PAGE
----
|Setting||Effect on performance/quality||Recommendations|
|Vsync||Syncs game framerate to monitor refresh rate||Turn off|
|Framerate Limit||Limits your frame rate, as advertised.||Useful for recording or streaming.|
|Resolution scale||Significant performance impact, noticeable but minor visual impact when kept above 90%.||Lower by 5% at a time.|
|View distance||Slight performance impact, minimal visual impact.|
|Shadows distance||Slight performance impact, minimal visual impact.|
|Contact shadows||Performance drop for almost no visual impact.||Keep this off.|
|Antialiasing||Huge performance impact, huge visual impact.||You can drop it to medium for an extra 20-30fps, but it’s going to look terrible.|
|Antialiasing type||FXAA has a big impact on performance but looks bad. KFAA looks a bit worse than temporal and has almost no performance impact.||Temporal generally recommended.|
|Effects||Slight performance impact, minimal visual impact.|
|Post Processing||Big performance impact, lowering it will lessen effects like motion blur and depth of field, things you likely won’t care about while driving.||Low recommended.|
|Foliage||Decent performance impact, minimal visual impact.|
|Mirrors||Untested.||Turn them down if you’re suffering in multiplayer.|
|Mirror frame rate||Unless you’re streaming and want a no expense spared viewing experience, a high mirror frame rate is not necessary.||Keep it around 1/3rd or 30fps.|
|Texture||Slight performance impact, minimal visual impact.|
|Opponents visibility||Big impact on CPU usage.||Turn down if you’re suffering from CPU bottlenecking in multiplayer or AI races.|
These following settings however and extremely hard on game performance, and will majorly hurt your framerate if turned up too high. However, if turned down too far, your game will be left looking as if it was from the early 2000s.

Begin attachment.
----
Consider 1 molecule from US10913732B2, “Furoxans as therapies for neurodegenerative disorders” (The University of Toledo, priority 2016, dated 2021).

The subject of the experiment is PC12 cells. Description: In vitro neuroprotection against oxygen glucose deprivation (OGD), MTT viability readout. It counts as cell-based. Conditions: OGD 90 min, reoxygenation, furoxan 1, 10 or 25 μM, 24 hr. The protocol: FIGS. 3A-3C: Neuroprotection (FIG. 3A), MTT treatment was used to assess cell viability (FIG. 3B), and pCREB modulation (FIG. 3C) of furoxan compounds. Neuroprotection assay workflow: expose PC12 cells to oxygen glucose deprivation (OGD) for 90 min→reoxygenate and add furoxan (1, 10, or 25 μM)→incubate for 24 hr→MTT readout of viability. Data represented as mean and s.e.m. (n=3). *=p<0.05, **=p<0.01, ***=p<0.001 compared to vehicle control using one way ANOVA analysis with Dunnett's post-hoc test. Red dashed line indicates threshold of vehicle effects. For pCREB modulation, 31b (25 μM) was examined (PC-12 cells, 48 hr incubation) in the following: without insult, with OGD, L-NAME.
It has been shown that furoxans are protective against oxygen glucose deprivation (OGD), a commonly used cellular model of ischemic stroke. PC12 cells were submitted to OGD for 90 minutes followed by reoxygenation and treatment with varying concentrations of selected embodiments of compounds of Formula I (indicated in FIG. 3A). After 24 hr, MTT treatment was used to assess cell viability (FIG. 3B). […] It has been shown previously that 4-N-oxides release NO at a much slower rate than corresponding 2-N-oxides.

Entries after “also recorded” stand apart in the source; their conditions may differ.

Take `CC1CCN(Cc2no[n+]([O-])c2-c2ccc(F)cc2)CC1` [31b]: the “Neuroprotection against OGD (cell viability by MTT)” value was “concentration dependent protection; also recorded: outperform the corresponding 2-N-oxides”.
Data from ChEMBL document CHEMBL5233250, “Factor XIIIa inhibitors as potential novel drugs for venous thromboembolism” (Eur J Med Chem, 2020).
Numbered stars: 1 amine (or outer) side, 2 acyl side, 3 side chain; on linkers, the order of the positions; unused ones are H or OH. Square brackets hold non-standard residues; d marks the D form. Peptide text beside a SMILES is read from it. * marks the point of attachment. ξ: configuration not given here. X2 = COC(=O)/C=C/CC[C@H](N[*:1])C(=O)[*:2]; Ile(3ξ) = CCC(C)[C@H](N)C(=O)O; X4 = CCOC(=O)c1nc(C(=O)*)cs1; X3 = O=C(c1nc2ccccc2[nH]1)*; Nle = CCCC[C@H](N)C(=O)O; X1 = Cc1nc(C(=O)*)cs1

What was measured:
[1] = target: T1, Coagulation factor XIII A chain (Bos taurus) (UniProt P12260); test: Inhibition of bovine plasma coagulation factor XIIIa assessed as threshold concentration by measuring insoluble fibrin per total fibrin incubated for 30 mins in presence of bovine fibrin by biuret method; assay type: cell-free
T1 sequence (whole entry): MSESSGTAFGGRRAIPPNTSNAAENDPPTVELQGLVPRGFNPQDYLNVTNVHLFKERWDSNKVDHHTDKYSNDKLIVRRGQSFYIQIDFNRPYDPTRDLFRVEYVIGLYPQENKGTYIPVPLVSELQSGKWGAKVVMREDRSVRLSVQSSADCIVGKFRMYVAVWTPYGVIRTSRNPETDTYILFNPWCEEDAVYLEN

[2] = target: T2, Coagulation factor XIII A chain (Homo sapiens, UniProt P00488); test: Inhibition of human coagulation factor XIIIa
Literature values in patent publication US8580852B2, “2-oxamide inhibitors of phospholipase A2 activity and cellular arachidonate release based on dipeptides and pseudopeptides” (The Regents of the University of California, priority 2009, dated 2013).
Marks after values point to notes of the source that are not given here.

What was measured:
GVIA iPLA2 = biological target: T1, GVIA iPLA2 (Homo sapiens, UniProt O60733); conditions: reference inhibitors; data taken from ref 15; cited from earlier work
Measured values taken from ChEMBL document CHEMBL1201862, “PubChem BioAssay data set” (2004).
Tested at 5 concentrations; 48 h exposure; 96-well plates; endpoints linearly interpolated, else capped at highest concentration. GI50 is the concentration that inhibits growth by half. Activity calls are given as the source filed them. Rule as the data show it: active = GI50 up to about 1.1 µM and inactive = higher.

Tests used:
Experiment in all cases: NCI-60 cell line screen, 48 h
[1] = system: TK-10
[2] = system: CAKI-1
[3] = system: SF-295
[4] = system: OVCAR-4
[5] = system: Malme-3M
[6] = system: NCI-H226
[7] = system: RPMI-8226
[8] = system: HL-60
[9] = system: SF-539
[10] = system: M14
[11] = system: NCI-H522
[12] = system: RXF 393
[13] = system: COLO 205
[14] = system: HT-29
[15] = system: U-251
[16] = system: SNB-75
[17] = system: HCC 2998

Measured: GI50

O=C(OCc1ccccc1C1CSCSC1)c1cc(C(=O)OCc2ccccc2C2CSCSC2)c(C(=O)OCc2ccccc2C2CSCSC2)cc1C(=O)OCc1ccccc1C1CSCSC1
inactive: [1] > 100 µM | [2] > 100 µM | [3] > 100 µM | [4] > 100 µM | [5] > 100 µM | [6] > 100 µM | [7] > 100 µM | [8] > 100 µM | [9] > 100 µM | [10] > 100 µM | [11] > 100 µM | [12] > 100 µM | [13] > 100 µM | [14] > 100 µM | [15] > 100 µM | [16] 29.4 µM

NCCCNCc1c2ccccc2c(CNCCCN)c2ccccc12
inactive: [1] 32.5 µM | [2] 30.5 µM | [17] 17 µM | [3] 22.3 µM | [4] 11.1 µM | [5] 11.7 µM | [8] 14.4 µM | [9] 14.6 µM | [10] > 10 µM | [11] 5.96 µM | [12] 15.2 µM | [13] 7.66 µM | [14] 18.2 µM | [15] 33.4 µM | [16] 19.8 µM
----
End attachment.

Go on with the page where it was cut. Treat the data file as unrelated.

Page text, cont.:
|Setting||Effect on performance/quality||Recommendations|
|Materials quality||Significant performance impact, but lower than high makes the dash look blotchy.||Stick to high if you can.|
|Temporal upsampling||Big performance impact if you’re on a lower than 100% resolution scaling setting, minimal visual impact.||Turn it off if you’re running at lower than 100% resolution and need some extra frames.|
|Bloom quality||Big performance impact, minimal visual impact.|
|Volumetric fog||Untested.||If you’re looking for fps, probably best to keep this on low.|
|Foliage LOD quality||Big performance impact, minimal visual impact.|
A common theme you may have noticed is “minimal visual impact.” The game is no doubt gorgeous, but many of the small details that may be more noticeable in mainstream Unreal Engine titles will be much harder to spot in ACC, as you’re usually going past them at 160mph (260 km/h). You probably aren’t going to notice slightly worse grass LODs when you’re fighting other cars for position.
With this in mind, go through these settings. Lower them one at a time and do a lap, taking note of your lowest fps and highest fps. Once you’ve reached your target FPS, ideally 80fps for 60hz monitors (to ensure you won’t drop below 60fps in multiplayer) and any frame rate you feel comfortable with on high refresh rate monitors. Some may not notice the difference between 100 and 130fps, whereas others will immediately notice it and feel the need to back off in the event of a drop from 130fps to 100fps as they have less information on what the car is doing underneath them. Past 140fps is a land of diminishing returns, and not noticeable to most people.